Binance calls for ‘smart regulation’ even as it misses out on digital exchange licence in Singapore
By Alex Rad
Binance, one of the world’s leading digital assets exchanges, calls for smart regulation as it tries different means to work with regulators.
Smart regulation as an idea argues for the importance of choosing the relevant instruments to meet the imperatives of large-scale changes and sizing the regulatory toolbox accordingly, in this process it is also important to consider the presence of a narrow window of opportunity.
Potentially, smart regulation is a fitting policy design alternative for supervising innovations in decentralised finance and crypto or digital assets that promise to reshape financial markets.
Smart regulation advances ‘efficient regulation’, which is a different policy design alternative, in the sense that it targets one real industry problem at a time instead of several outcomes of a large-scale change.
Binance´s call for smart regulation is found in the manifesto released in mid-November, 2021 that listed ten fundamental user rights. Specifically, the second states, “Smart regulation encourages innovation and helps keep users safe.” The purpose of the manifesto is to stimulate stability in the market place and ensure continuous growth.
Similar moves have been made by other industry giants such as the US-based Coinbase, which runs a set of business lines including a digital assets exchange like Binance.
In light of these guidelines, it’s obvious that Binance and Coinbase are attempting to demonstrate their capacity to self-regulate. Self-developed guidelines are a recurring exercise in any industry, typically performed by separate and independent entities that represent it. It is also in line with contemporary policy design norms which encourage principle-based regulations. Meanwhile, the manifesto can also be seen as an invitation to cooperate.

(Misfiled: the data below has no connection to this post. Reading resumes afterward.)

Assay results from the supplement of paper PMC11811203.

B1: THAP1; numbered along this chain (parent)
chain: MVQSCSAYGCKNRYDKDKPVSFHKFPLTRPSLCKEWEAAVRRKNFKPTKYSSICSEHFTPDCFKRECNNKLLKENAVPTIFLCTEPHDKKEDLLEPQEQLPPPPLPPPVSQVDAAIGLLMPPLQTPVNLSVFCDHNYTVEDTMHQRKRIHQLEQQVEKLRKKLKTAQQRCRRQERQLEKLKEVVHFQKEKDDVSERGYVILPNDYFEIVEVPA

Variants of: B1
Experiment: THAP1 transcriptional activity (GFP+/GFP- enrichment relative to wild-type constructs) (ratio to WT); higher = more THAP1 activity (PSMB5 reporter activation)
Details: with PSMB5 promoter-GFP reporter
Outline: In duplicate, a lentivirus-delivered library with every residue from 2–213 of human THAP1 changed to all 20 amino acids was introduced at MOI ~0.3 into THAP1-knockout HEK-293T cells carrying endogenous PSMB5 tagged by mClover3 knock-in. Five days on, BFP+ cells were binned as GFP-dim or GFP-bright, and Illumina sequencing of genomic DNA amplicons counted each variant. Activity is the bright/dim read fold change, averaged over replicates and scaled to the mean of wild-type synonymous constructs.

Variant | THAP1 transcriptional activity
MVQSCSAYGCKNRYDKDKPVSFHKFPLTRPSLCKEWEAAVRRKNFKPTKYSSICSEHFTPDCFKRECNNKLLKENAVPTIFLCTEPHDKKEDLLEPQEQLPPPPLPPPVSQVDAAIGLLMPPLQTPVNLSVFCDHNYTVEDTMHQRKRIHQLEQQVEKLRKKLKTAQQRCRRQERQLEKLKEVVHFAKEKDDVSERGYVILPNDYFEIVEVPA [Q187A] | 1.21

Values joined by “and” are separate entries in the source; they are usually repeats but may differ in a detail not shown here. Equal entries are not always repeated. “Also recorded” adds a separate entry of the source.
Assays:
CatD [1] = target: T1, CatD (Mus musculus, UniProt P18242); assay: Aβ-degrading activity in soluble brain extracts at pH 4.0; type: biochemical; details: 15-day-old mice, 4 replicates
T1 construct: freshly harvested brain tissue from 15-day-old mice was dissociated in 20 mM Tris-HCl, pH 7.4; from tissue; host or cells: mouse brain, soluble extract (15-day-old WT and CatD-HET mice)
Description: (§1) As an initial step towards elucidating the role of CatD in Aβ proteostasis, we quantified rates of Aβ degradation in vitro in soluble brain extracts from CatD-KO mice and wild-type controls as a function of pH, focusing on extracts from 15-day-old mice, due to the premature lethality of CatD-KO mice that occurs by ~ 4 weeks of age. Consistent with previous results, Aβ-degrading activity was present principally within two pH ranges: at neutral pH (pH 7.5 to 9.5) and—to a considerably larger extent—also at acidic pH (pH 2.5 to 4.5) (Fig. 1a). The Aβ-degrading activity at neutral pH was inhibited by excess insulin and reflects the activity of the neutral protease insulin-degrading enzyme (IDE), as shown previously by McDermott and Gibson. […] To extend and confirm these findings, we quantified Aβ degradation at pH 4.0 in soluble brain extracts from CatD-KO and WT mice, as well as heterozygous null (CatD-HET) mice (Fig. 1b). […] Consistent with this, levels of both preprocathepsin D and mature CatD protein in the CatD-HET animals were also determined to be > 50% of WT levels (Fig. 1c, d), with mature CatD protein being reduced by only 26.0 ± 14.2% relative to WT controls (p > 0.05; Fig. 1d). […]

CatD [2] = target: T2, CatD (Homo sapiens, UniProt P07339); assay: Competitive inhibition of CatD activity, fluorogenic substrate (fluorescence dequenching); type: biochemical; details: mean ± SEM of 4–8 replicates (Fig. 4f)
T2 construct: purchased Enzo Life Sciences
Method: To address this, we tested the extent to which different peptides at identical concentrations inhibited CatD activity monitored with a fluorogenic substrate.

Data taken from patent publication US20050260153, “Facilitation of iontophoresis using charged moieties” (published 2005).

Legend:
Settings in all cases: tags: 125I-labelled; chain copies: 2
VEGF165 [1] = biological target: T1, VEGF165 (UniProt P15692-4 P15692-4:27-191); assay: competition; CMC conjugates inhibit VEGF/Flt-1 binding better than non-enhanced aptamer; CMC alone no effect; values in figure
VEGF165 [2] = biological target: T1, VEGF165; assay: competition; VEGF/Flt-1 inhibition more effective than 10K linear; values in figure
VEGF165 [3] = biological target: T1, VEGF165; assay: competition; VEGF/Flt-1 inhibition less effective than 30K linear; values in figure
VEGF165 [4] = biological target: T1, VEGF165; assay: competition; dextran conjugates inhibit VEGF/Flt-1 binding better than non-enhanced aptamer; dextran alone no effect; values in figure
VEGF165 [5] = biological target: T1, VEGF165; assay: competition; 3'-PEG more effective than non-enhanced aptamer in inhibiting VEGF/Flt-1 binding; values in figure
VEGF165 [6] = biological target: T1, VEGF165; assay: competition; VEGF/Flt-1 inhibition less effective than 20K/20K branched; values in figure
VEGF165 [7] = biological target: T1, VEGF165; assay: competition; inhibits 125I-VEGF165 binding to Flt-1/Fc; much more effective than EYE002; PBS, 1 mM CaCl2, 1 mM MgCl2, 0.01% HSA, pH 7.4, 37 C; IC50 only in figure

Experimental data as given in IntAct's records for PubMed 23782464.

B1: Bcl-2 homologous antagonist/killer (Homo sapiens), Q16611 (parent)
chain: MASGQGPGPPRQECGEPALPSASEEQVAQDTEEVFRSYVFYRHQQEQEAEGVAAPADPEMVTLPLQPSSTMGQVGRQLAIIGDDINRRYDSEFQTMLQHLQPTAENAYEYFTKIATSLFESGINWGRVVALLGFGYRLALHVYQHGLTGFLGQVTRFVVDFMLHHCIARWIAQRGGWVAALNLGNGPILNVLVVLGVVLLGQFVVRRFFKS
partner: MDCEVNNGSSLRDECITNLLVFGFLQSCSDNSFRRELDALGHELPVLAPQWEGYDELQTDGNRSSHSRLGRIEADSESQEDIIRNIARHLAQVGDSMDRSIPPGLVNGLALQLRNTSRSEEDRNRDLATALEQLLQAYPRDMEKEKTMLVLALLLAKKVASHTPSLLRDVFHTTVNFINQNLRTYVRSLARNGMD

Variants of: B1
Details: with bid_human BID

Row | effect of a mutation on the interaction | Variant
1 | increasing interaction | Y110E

For Binance, it has become important to be on the right side of regulations, as pushbacks from regulators has hindered its growth.
Binance was founded in China in 2017 by now CEO, Zhao Changpeng, and has since embarked on an aggressive international expansion path. It is estimated to have the largest number of visitors, 190 million, and users, about 29 million, to its website and apps, from various countries.
Binance’s market presence in countries such as the US, Bahrain, and Singapore has made several headlines recently.
According to Bloomberg, Binance has faced regulatory investigation and actions in the US on matters related to tax evasion and illicit trades. In an attempt to comply with regulators, it has blocked US users from accessing its global services. Instead, it has established Binance US that is a separate entity and regulated.
In contrast, Binance has had fewer problems reaching agreements with the regulators in Bahrain, where it recently received an in-principal approval to provide digital assets services.
Its attempt to enter Singapore has been a mixed bag of successes and failures. It has taken a 18% stake in Hg Exchange, a private securities exchange launched with the support of the Monetary Authority of Singapore (MAS). Binance announced in September 2021 that effective from October 2021 it had created an alternative platform for Singapore based users similar to the one for its US users.
Binance announced in July 2021 that its application for a digital exchange licence was under review. However, Bloomberg reported in December that the application was rejected over concerns about money-laundering risk. Apparently among the hundred plus crypto service applications the MAS has rejected so far, according to Nikkei Asia.
It will face both pushbacks, as it did in China, and invitations to shape new standards, as in the UAE and Indonesia. Regardless, it will be through a combination of self-developed guidelines, product and service adjustments as well as formal licensing and dialogues with regulators and policymakers that further growth can be ensured and stronger trust is built in the market place. Next stop for Binance, a digital exchange licence in the United Kingdom.